Student IT Innovation

In this category we invite students to show how they have used technology to enhance the experience of studying at Oxford, both for themselves and for their peers. Our three equal winners have worked to find innovative solutions to challenges in three different areas of student life: their subject of study, keeping up with the student news media, and increasing their brainpower.

Amber Barton: Mechanisms of Gene Evolution

GenesAmber, an undergraduate at Corpus Christi College, has produced a colourful website to support revision. She writes:

Although much of university learning seems to revolve around essay writing, many of us are visual learners and retain facts much better when presented to us in an aesthetically pleasing and memorable manner. I wanted to demonstrate that biochemical topics could be presented in a fun, colourful way and that revision can be more interesting than re-reading one’s lecture notes.

Having researched the topic, Amber designed a simple website using the software Serif Drawplus X3 and then published it using the Moonfruit site builder. She received good feedback from her tutor about the content of her site, and it is now going be used as a teaching material for future undergraduates.

Sarab Sethi, Patrick Beardmore, & Max Bossino: Cherwell Apps for Android and iOS

Nowadays most news is read on smartphones and tablets enabling the public to keep up to date with the latest and most exciting stories as they break. However, Sarab Sethi, a student at Mansfield College, noticed that student newspapers had yet to make the full transition to the digital format. Even though the award-winning website of the Cherwell newspaper was registering approximately 100,000 unique views monthly, there was still no easy way to view articles on a mobile device.

cherwellappSince Sarab had experience in developing Android apps and was interested in taking on a larger project he approached the director of Oxford Student Publications Limited (OSPL), Max Bossino (Brasenose College) asking whether he was interested in an official Cherwell app. Patrick Beardmore, a deputy editor of Cherwell and student at St Hugh’s College, was keen to develop the iOS app. So, with the backing of OSPL, they got going, setting a deadline of Fresher’s Week 2013 for the launch. They also enlisted the help of Adam Hadley, an Oxford alumnus who had developed the Cherwell website.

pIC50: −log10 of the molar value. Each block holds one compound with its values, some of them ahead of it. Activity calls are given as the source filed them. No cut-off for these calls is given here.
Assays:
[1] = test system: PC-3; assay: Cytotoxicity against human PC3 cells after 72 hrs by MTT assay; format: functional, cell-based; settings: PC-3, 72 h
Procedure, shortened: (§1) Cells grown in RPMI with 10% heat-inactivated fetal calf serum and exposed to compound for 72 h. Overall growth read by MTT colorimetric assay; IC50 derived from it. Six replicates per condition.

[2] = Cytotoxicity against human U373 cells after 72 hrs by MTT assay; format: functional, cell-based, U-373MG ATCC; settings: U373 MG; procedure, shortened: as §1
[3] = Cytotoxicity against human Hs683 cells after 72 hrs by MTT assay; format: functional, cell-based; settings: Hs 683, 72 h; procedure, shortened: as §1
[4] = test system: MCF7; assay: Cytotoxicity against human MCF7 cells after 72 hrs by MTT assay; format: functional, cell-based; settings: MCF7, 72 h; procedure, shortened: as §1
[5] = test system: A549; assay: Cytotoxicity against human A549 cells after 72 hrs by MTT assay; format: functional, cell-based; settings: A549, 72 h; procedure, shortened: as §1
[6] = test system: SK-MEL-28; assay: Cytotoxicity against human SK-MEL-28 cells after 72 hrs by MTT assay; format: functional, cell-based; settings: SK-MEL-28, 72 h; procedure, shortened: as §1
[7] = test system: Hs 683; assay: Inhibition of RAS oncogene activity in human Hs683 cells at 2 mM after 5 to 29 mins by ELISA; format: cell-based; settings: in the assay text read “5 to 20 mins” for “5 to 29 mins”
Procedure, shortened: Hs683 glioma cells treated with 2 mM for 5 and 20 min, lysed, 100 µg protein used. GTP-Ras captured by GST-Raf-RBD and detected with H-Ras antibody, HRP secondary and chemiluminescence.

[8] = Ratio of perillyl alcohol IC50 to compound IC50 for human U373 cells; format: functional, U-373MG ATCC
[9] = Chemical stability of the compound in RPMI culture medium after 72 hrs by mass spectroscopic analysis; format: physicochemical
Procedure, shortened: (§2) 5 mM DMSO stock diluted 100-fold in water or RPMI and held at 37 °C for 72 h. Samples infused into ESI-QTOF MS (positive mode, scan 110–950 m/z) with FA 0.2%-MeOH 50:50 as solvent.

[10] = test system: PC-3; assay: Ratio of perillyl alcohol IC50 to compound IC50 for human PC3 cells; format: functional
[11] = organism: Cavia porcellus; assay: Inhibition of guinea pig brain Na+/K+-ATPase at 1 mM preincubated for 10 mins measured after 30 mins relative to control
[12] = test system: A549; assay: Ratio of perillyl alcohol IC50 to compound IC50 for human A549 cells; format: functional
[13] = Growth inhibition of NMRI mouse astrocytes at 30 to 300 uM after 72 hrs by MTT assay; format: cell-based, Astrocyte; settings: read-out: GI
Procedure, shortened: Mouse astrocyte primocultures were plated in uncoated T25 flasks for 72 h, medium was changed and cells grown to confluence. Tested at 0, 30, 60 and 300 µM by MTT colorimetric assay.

Developing the apps was only one part of the challenge; the next part was getting people to use them. The team pursued an active advertising campaign, both in the printed newspaper and online, to encourage readers to download and engage with the app.

The apps have really made an impact, with more than 1,000 downloads across the two platforms. They have an average of 4.85 stars out of 5, and with reviews such as ‘Perfect accompaniment to the newspaper’, ‘Easy to use’, and ‘Well designed and quick’ the project seems to have been a success.

The team plans to release the code for both apps under an open source licence on GitHub. They hope that this will contribute to the sustainability of the project and ensure that the apps stay up to date with best practices in the software industry.

Sarab’s tip to would-be app developers? ‘Just go for it and get started, but be prepared to learn on the job.’

Taimur Abdaal: Speedsums

Speedsums - Dave mockupTaimur, a student at University College, has developed a simple web-based application to help students hone their mental arithmetic skills. In an era where students are relying on calculators for even basic arithmetic, he hopes that the site helps to remove some of the stigma associated with maths and to show that it can actually be quite fun.

Speedsums received over 32,000 visits and over 100,000 pageviews in the first month after its launch. Four hundred and fifty  people have tweeted about it, and  530 people have shared it on Facebook. In total, over two million sums have been done worldwide

Taimur advises:

Think of a reasonably simple idea that you might like to build, and then find out what you need to build it – which technologies and programming languages etc. Online resources are amazing when it comes to learning to code. No matter what programming problem you face, if you spend long enough trying to solve it, you’ll either figure it out or figure out a way around it. The first few things that you make will be absolutely rubbish, but eventually you’ll get the hang of it and people will end up liking what you built.

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